How about cylinder leakage, that is going to be your real determining factor. You can have compression differences that would not seem abnormal, but still have a degree of leakdown that can cause a misfire. If you are unfamiliar with leakdown testing, it involves a leakdown tester. It has two gauges, one side attached to compressed air, and when applied to a sealed cylinder(valves closed), the second gauge measures a percentage of loss. From that percentage of loss, if deemed excessive, then you would listen for air leakage through places like the exhaust(exhaust valve), the throttle body(intake valve), crankcase(ring/piston), cooling system(headgasket/crack), etc. If for instance you had a worn cam, you may potentially see higher than normal compression readings as the valve(s) would not be open as long as they should. This would apply more to worn exhaust lobe, as a worn intake lobe will not allow enough air to enter the cylinder in the first place. A vacuum measurement from the manifold when at idle may also show a sign. A good sealing engine should have steady vacuum gauge reading 18-20" H2o. Significant fluctuation or pulsing of the needle indicates a problem.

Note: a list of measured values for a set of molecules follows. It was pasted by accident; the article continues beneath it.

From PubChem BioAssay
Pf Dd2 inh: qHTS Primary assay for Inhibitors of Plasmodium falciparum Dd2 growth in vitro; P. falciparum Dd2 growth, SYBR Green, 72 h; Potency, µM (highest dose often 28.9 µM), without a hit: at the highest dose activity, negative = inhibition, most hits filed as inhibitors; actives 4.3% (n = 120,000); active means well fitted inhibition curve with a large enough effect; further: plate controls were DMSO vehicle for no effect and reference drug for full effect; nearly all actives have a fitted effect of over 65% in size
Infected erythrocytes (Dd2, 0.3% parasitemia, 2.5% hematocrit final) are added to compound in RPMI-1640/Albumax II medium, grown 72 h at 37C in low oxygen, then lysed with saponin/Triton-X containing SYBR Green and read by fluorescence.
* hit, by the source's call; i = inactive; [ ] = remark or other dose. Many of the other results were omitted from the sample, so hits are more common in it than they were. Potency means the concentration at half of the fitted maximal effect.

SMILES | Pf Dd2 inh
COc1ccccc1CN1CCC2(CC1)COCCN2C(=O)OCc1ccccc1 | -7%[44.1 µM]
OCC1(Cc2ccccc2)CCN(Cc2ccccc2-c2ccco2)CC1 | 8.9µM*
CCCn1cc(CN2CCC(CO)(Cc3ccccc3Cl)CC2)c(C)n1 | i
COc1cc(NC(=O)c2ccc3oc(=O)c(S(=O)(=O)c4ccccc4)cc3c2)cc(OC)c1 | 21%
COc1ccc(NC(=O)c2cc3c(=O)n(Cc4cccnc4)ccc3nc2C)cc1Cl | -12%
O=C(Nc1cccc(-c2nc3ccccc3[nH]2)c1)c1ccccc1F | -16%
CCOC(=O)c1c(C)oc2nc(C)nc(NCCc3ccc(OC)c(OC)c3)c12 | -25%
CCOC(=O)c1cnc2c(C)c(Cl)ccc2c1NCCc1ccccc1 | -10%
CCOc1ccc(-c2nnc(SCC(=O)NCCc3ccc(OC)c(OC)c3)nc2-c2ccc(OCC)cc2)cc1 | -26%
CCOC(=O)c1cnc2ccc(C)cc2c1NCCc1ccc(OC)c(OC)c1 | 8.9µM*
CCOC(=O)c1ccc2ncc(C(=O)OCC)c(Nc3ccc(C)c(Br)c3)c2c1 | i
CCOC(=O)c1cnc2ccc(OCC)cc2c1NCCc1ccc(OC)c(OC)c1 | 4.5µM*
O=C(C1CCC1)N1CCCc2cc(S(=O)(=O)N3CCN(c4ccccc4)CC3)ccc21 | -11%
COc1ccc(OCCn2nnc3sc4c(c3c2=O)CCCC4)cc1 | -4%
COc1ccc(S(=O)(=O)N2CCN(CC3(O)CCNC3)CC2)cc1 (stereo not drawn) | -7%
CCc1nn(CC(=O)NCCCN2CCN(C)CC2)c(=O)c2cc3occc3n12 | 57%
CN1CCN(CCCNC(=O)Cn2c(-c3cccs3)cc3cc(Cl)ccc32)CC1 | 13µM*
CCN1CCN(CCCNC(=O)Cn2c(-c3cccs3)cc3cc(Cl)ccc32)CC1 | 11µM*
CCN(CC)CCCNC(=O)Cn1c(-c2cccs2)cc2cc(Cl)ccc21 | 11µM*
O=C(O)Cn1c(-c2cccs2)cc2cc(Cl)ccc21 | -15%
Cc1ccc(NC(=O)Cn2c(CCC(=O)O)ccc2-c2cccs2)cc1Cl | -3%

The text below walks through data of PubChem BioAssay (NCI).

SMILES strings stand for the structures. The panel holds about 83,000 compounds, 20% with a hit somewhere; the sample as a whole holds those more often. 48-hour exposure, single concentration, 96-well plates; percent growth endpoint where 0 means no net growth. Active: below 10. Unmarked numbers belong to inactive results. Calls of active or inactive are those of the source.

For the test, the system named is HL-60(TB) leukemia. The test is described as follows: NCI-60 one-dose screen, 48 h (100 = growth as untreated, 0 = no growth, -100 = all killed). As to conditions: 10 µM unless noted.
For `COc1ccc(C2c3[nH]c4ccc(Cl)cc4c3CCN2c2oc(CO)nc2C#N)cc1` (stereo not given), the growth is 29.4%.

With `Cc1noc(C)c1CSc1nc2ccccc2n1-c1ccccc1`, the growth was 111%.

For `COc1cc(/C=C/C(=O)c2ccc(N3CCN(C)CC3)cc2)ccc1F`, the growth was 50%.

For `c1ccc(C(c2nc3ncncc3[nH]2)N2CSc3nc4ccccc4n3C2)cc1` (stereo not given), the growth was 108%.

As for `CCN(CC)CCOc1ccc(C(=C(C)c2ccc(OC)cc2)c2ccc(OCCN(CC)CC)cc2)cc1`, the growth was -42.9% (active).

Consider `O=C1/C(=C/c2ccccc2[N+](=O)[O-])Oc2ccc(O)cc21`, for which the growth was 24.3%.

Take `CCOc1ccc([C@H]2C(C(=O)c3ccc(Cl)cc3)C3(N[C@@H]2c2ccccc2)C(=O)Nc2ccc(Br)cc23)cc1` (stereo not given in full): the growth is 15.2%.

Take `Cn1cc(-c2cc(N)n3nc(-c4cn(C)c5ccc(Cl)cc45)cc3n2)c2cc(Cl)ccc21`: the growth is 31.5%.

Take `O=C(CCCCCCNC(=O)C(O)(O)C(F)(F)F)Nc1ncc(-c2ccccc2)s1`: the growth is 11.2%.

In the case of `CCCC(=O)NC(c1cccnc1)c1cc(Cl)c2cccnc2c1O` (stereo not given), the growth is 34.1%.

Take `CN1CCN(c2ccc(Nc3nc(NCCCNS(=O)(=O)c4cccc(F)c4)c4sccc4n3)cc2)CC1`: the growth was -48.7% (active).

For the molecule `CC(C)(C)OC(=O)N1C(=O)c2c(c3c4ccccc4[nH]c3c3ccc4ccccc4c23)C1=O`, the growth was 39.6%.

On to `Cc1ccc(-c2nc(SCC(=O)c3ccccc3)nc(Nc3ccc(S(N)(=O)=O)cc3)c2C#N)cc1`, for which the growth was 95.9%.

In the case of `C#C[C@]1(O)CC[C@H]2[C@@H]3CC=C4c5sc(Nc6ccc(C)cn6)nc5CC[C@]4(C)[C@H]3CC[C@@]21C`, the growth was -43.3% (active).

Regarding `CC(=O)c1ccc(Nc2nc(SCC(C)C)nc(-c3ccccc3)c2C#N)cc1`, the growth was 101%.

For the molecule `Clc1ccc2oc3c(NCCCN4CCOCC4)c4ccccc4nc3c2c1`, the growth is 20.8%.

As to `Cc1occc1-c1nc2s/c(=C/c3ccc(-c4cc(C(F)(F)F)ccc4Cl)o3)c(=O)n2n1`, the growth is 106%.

Friday, August 5th, 2011 AT 3:05 PM